Hollywood has been kind to me. Each summer I agree to pay a handful of money and, in exchange, it offers me a 90 minute hunk of childhood nostalgia. X-Men, Batman, G.I. Joe, Transformers and nearly every other fiction-based interest I held as a child have since been rebooted as films, altered only slightly to accommodate my matured and nuanced love of breasts, and things catching on fire.
Sometimes both at once.
Yet, as happy as I am with our relationship, I'm shocked that Hollywood refuses to acknowledge that women have histories as well, utterly ignoring any franchise aimed at girls. Like jealous, insecure boyfriends, the studios don't want to think about a woman's past; instead they are content to force-feed her romantic comedies and period pieces about oppressed women weep-running over moors.
I think ladies probably deserve better.
I have always championed women's rights, particularly in public and when I thought there might be some attention to be gained from it. To that end, I'm offering Hollywood these four gritty reboots of cartoons aimed at young girls. The characters are the same but the stories have been updated for the modern woman. They are visceral and real -- and with any luck, worth something.
In an apocalyptic desert future, where civilization has collapsed and towns are overrun by outlaws, an orphan named Wisp and her talking horse struggle for survival, but their lives take an unexpected turn after accidentally trampling and killing a leader of a prominent gang. To escape vengeance, Wisp is forced to flee to the most anarchic town in the desert nicknamed Rainbow Land for its patchwork of disjointed misfits, and degenerates who were too dangerous and violent to fit in anywhere else. Rather than killing her, the community reveres Wisp for murdering such a famous man. As her legend grows, the leaderless gang comes looking for revenge, and threatens to destroy the whole town. Now the young stranger must prove her worth by defending Rainbow Land with the help of a ragtag crew of unstable sociopaths called The Color Kids while simultaneously learning the true meaning of family amidst the ensuing bloodbath.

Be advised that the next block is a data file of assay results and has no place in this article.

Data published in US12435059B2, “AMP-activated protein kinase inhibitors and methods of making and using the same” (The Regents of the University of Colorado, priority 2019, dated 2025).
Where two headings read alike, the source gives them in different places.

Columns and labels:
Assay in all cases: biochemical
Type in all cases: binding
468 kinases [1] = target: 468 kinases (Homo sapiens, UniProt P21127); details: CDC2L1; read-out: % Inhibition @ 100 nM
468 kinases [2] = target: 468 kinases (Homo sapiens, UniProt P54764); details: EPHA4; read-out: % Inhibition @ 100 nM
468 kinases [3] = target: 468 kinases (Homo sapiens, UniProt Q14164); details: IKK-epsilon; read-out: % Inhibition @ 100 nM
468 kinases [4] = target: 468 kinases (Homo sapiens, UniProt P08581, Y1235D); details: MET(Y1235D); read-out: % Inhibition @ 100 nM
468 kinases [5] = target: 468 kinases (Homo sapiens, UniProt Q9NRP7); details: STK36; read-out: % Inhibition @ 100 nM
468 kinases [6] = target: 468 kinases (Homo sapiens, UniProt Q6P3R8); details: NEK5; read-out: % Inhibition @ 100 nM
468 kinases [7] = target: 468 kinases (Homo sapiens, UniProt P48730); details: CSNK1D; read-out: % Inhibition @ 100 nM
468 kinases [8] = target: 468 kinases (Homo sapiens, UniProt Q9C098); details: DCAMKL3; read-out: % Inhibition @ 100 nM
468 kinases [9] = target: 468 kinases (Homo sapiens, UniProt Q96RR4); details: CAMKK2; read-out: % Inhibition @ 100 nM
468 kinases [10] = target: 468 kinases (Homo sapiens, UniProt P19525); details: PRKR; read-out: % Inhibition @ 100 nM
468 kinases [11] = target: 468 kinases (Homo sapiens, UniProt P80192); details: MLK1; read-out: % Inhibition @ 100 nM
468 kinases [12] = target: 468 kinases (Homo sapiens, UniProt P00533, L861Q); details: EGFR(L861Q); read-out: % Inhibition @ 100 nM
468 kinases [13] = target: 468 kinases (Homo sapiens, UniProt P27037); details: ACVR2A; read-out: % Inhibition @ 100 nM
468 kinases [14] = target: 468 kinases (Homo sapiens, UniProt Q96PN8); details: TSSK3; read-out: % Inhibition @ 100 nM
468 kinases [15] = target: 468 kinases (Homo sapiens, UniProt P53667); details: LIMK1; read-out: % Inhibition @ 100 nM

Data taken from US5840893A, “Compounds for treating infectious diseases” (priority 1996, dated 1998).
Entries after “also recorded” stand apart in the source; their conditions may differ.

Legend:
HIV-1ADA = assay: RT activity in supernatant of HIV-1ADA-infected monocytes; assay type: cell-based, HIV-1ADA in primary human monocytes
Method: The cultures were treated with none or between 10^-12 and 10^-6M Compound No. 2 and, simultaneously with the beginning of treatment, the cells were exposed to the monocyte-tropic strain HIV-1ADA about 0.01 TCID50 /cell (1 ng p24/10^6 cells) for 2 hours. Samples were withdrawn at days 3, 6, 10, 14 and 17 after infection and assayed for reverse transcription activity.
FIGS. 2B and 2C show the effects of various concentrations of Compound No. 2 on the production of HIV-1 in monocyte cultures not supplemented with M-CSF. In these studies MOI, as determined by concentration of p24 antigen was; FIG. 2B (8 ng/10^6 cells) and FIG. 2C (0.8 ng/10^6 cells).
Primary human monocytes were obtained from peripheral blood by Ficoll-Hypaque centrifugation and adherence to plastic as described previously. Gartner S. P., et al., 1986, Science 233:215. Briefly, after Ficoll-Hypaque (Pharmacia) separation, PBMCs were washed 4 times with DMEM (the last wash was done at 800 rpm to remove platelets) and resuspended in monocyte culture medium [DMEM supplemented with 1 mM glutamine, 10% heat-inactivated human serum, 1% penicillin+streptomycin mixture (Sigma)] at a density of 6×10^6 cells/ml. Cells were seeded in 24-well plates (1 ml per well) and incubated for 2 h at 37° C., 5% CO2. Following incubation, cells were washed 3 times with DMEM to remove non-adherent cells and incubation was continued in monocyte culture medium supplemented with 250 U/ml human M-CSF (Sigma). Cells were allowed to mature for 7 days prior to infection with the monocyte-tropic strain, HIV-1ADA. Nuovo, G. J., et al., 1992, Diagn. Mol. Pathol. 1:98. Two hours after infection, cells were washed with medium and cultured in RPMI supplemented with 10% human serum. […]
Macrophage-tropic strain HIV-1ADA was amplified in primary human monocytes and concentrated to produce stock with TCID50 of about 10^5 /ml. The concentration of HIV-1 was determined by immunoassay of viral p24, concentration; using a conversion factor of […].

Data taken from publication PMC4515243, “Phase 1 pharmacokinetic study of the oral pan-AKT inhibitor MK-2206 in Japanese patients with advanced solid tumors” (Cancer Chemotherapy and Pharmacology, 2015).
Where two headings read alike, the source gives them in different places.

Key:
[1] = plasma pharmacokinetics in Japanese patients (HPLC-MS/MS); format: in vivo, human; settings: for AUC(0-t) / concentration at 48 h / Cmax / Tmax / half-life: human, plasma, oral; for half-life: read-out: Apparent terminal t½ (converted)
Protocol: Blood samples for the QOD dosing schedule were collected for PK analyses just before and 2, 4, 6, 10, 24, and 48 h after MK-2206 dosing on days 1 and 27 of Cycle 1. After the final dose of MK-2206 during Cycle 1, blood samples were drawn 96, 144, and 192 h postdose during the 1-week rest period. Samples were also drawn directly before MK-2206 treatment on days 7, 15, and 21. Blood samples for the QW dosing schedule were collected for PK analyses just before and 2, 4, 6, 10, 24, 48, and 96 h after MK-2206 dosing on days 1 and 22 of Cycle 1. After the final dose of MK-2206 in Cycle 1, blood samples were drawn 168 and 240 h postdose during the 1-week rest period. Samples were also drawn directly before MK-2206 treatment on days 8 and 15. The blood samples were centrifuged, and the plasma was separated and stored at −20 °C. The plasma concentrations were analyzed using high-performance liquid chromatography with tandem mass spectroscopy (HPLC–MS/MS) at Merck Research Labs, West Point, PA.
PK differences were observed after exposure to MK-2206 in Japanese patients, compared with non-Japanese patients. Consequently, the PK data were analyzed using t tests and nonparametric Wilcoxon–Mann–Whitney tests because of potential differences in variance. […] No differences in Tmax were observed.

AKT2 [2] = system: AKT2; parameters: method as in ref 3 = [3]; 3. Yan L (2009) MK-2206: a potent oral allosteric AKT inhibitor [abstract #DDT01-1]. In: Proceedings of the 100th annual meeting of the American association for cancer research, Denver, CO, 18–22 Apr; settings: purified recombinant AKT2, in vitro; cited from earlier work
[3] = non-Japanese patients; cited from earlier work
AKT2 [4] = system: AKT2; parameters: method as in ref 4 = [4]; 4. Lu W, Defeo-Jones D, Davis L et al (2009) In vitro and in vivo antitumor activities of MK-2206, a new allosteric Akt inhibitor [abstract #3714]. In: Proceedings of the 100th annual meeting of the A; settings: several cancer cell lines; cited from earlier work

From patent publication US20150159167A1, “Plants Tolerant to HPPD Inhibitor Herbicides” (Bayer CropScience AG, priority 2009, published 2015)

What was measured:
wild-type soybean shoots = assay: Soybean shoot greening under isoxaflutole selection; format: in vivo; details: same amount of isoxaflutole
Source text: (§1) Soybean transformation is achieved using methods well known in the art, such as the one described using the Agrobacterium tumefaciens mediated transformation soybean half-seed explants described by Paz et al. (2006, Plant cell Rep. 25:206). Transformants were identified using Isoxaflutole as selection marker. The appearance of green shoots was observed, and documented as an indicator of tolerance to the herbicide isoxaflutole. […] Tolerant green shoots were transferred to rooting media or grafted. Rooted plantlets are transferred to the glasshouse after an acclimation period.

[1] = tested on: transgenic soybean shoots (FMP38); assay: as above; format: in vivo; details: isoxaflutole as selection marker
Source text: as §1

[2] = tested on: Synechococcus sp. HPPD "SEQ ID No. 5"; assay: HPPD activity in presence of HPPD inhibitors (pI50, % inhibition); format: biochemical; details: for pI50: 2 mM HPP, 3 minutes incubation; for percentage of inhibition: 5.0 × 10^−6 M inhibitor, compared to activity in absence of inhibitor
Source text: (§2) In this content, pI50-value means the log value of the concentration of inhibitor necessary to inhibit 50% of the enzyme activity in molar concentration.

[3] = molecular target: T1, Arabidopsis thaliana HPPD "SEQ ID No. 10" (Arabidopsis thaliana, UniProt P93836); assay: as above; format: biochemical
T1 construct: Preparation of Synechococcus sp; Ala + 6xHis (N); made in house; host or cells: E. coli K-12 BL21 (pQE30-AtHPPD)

Renowned record producer Jerrica Benton is successful and well-respected in her career, but privately battles loneliness and crippling depression. To cope, she develops the alter-ego, Jem, a singer and songwriter who quickly gains international fame and fully embraces all aspects of the rock and roll mythos. For a while, conservative Jerrica and party girl Jem peacefully coexist, satisfying two necessary but conflicting aspects of one woman's life, but gradually Jem becomes too powerful for Jerrica to control, threatening to take over her life completely. The psychological thriller explores the dark world of human duality and the dangers of surrendering to a life of indulgence. Also, there is some tasteful nudity.
The life of a young and promising chef slowly spins out of control as stress at her new job and body dysmorphic disorder take their toll on her. After weeks of starvation she begins to hallucinate, seeing food in every aspect of her life; buildings, trees and animals all start to take on the qualities of desserts until she can no longer differentiate between objects that are edible and objects that are not. The hallucinations reach a fever pitch as insanity takes hold and she attempts to make meals out of household items and pets.
A princess is kidnapped as an infant by the leader of an evil empire called The Horde. Emperor Hordak raises her as his own daughter while simultaneously training her to be a warrior and assassin of the highest caliber. When she is finally old enough, he utilizes her as a weapon against her biological family in an effort to overthrow their kingdom and claim it all for himself. The princess gradually realizes she has been manipulated her entire life and vows to destroy The Horde. Her trail of revenge is quickly littered with corpses as she hacks her way up to the top, slaughtering everyone in her way before reaching the emperor and the only man she's ever known as a father.
For more ill-advised reboots, check out 5 Superheroes Rendered Ridiculous by Gritty Reboots. And get more from Soren in 7 Celebrity Movie Deaths We Enjoyed Way Too Much.
The main benefit of watching TV is seeing the plight of sad bastards who aren't you.
The 'wellness' market is thriving right now.
Most people have a pretty basic idea of what it's like to be a parent.
There's no shortage of downright absurd conspiracy theories out there.
Instead of rebooting and recasting, we have a chance for something new.